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Sharp Pain Under Right Rib Cage

Sharp Pain Under Right Rib Cage
Recurring episodes of sharp pain under the right rib cage might be indicative of an injury, but there could be other causes as well. Given below is some information on the conditions that might cause pain below the right rib cage.
Smita Pandit
Last Updated: May 31, 2018
The human body consists of many organ systems, each of which comprise specialized organs and anatomical structures. Whenever any of these anatomical structures are unable to perform their functions owing to an injury or an ailment, one is likely to experience certain symptoms. Pain is one of the most common symptoms that signifies that some part of the body has been adversely affected. Pain may arise from the affected body part or could even be referred from another part of the body. The intensity of pain would vary depending on the severity of the underlying injury or ailment. Thus, it becomes important to undergo a proper medical examination for ascertaining the underlying cause of pain. In this article, we will look into the common causes of sharp pain under the right rib cage.
Causes of Pain Below the Right Rib Cage
The rib cage is an important part of the human anatomy. It consists of twelve pairs of ribs, a T-shaped bone called sternum, costal cartilages and 12 thoracic vertebrae. This bony framework plays an essential role in protecting the organs that lie in the thoracic region. Vital organs such as heart and lungs are protected by the rib cage. Under the rib cage lie many organs that form a part of the abdomen. Most of the organs that lie in the abdominal region are a part of the digestive system. These include the liver, gallbladder, kidneys, pancreas, spleen, stomach, small intestine and the large intestine. The right ovary and right fallopian tube are also found in the right side of abdomen in women. A sharp pain could also arise if any of the organs present in the upper right quadrant of the abdomen get adversely affected owing to an ailment or an injury.
Rib Injuries: The ribs are curved arches of bones that form an integral part of the rib cage, which in turn is a bony, cartilaginous structure located in the chest cavity. It protect the organs in the chest. Though the ribs are quite strong, they could fracture as a result of blunt trauma or vehicle accidents. If the chest receives a heavy blow or gets slammed against a steering wheel in a motor vehicle accident, there is a great possibility that ribs may get bruised or develop cracks. In severe cases, they could even get fractured. If the lower set of ribs on the right side of the rib cage get damaged due to an injury, then one is likely to experience a sharp pain under the rib cage. If the pain worsens when one tries to bend or twist the body, then an X-ray examination should be conducted to study the extent of damage to the ribs.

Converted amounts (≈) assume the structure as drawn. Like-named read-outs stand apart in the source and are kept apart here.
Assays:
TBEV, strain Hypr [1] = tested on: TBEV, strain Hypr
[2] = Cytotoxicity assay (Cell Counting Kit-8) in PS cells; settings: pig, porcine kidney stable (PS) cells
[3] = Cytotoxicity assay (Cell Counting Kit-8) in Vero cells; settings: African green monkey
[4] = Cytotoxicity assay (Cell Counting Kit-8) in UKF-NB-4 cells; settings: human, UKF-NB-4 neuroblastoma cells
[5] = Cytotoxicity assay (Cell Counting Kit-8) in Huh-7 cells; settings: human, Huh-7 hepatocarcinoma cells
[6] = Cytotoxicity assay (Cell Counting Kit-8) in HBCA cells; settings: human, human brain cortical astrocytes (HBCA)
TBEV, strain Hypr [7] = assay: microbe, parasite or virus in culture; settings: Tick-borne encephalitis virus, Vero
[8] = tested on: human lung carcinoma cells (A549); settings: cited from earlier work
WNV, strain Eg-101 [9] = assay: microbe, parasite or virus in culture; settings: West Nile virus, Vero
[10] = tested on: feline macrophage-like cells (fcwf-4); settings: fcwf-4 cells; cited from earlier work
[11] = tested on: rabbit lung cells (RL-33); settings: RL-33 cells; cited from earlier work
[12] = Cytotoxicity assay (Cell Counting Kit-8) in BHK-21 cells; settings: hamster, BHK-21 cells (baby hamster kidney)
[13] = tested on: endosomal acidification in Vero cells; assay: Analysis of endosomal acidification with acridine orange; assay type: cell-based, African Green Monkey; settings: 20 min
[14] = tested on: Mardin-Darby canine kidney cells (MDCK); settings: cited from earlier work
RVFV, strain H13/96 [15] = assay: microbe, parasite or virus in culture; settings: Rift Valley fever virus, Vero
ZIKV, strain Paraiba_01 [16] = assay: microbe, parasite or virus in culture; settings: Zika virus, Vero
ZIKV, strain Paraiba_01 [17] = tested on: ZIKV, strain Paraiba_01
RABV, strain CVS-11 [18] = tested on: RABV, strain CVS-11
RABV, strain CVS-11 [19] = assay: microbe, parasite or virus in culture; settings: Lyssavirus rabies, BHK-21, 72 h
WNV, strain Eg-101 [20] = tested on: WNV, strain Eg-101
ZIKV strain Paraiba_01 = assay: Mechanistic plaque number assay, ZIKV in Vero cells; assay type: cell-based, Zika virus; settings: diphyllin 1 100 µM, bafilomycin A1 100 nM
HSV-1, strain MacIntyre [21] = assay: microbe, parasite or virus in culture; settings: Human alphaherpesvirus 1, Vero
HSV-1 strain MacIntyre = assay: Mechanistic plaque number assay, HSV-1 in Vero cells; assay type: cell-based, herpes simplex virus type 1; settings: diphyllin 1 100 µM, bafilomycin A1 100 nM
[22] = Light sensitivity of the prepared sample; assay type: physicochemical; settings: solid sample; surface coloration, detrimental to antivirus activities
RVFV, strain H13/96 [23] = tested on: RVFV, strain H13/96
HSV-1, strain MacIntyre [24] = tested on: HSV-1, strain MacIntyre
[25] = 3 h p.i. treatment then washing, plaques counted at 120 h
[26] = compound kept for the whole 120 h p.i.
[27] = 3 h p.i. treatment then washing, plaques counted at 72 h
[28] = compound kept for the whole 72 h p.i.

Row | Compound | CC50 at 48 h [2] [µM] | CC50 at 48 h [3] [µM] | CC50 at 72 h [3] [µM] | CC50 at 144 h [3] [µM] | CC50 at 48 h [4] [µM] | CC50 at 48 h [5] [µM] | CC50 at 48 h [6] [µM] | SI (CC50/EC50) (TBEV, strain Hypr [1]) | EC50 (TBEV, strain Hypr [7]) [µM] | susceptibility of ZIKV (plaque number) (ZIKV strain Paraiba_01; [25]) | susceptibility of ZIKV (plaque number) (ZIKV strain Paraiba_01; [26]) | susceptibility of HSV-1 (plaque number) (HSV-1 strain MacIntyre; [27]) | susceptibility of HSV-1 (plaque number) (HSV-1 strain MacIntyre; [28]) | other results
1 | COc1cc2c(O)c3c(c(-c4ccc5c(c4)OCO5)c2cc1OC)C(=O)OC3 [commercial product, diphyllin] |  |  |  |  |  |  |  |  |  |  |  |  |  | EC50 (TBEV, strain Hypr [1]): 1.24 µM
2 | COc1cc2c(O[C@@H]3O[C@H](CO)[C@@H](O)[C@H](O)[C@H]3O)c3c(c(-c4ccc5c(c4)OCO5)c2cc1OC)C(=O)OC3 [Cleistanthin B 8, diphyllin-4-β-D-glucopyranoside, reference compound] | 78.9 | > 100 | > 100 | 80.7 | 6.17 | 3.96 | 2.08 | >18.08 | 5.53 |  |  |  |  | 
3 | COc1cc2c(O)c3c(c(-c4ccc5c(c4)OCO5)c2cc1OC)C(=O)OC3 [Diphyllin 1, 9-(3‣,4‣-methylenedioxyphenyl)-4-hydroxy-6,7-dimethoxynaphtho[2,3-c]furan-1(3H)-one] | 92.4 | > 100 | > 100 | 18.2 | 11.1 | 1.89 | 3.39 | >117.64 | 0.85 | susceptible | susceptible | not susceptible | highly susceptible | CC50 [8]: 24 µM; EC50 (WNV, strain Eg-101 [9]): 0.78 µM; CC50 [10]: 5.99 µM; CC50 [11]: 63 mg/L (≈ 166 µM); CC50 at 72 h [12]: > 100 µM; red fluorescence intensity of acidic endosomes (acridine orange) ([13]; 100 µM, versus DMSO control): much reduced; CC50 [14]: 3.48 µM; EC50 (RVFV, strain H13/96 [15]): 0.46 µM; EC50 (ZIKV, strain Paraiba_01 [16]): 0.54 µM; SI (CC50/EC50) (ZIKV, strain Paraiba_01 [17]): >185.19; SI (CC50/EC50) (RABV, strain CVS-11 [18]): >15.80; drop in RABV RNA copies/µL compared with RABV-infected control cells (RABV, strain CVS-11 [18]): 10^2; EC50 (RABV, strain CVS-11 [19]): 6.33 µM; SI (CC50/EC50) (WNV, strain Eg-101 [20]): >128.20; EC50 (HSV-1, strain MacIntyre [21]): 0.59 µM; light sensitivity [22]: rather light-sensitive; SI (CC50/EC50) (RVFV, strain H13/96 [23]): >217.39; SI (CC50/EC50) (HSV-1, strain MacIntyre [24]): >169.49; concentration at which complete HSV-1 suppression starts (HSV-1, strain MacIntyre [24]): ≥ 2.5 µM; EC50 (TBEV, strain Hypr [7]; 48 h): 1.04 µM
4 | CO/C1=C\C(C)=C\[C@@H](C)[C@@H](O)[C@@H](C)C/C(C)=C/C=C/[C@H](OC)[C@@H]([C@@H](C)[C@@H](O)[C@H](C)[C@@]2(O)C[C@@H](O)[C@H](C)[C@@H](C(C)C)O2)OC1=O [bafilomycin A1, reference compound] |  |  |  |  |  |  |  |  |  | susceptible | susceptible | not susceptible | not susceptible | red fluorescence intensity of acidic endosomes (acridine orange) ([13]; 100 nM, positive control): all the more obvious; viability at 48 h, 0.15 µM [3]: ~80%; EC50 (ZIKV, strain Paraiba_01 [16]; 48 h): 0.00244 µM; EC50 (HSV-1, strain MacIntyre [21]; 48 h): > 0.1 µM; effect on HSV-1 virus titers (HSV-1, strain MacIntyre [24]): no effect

Inflammation of the Costal Cartilage: Rib cage pain could also occur due to the inflammation of the costal cartilage. Costal cartilage refers to the cartilage that is present at the junction of the ribs and the sternum. This condition is medically referred to as costochondritis. It could be caused due to trauma to the chest wall. At times, viral respiratory infections might also cause inflammation of the costal cartilage. Though the pain is usually experienced in the chest region, it could sometimes radiate to upper abdomen. If the inflammation occurs in the right side of the rib cage, pain may radiate to upper right section of the rib cage. Painful breathing and tenderness on the costosternal joint are the common symptoms of costochondritis. The intercostal muscles, which are the muscles that lie between the ribs, help the rib cage to expand and drop during inhalation and exhalation respectively. If these muscles become inflamed due to a rib injury, one is most likely to experience pain while breathing.